In December, Politico ran an in-depth exposé on how the Obama administration allowed a Hezbollah criminal and terrorist network to proliferate across the globe — all so it would not ruffle the feathers of his Islamic handlers in Tehran.
— The Perfect Foods🇺🇸 (@ThePerfectFoods) January 8, 2018
Part of the report centered around the testimony of the former head of the Drug Enforcement Administration’s special-operations division, Derek Maltz.
In it, Maltz said that a ten-year investigation into Hezbollah criminality, dubbed Operation Cassandra, was all but complete and contained damning evidence that would have resulted in historic arrests, but Obama stopped the probe.
“Certainly there are targets that people feel that could have been indicted and weren’t,” Maltz told the Politico at the time, “There is certainly an argument to be made that if tomorrow all the agencies were ordered to come together and sit in a room and put all the evidence on the table against all these bad guys, that there could be a hell of a lot of indictments.”
Was Maltz positive that Obama’s reasonings were for his precious ‘Iranian deal’ to remain unmolested?
“There’s no doubt in my mind now that the focus was this Iran deal and our initiative was kind of like a fly in the soup. We were the train that went off the tracks.”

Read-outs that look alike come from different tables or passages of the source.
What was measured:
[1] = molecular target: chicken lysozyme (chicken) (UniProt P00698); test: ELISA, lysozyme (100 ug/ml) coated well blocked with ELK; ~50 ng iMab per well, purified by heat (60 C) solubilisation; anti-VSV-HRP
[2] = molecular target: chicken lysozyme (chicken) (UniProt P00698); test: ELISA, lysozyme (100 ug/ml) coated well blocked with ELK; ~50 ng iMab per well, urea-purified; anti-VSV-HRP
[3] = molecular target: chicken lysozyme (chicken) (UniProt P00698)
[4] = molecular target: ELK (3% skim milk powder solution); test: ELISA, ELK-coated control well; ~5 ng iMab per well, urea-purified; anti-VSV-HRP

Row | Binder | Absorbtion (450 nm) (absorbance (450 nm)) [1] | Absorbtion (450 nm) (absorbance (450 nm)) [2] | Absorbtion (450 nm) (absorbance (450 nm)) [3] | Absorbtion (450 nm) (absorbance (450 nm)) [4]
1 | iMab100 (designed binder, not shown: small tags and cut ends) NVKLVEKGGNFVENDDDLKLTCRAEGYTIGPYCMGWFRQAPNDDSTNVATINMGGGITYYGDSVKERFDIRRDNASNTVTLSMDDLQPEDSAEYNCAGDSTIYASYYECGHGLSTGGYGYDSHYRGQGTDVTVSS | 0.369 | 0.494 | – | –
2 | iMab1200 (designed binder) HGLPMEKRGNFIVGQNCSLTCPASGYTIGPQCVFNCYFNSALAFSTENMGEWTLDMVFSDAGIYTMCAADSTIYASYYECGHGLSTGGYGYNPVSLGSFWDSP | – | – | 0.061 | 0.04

In the Washington Free Beacon on January 11, Maltz elaborated on what Obama had done to a once-in-a-lifetime investigation.
Ex-DEA Agent Says Obama Admin. Lost ‘Gold Opportunity’ to ‘Crush’ Hezbollah https://t.co/yHZZnTuECc
— Donald DuBois (@djdoobs) January 11, 2018
CONTINUE WITH READING TO PAGE 2
“There’s an old saying, opportunities come and go. In my personal opinion, having been the guy in charge of the special operations for ten years, we lost a gold opportunity to crush Hezbollah.”
The main handicap for any major investigations, Maltz states, is the continued inability or unwillingness of numerous intelligence agencies to share information on subjects and cases of interest.
“Sadly, 16 years after 9/11, we’re still talking about information sharing. It’s a disaster,” Maltz exclaimed, “If terrorists are turning to criminal networks for their funding, how can we have a system where the terrorist investigators and the intelligence community and others are not communicating properly with the law enforcement agencies?”
Maltz is right. Have we learned nothing from the horrors of 9/11?